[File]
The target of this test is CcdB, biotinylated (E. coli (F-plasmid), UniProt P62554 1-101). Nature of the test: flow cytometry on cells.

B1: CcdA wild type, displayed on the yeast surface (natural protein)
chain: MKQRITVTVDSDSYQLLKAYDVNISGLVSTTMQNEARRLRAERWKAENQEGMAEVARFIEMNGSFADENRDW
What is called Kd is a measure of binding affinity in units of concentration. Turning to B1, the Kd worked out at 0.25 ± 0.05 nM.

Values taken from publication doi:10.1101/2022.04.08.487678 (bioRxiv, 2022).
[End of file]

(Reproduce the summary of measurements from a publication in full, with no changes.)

The target of this test is CcdB, biotinylated (E. coli (F-plasmid), UniProt P62554 1-101). Nature of the test: flow cytometry on cells.

B1: CcdA wild type, displayed on the yeast surface (natural protein)
chain: MKQRITVTVDSDSYQLLKAYDVNISGLVSTTMQNEARRLRAERWKAENQEGMAEVARFIEMNGSFADENRDW
What is called Kd is a measure of binding affinity in units of concentration. Turning to B1, the Kd worked out at 0.25 ± 0.05 nM.

Values taken from publication doi:10.1101/2022.04.08.487678 (bioRxiv, 2022).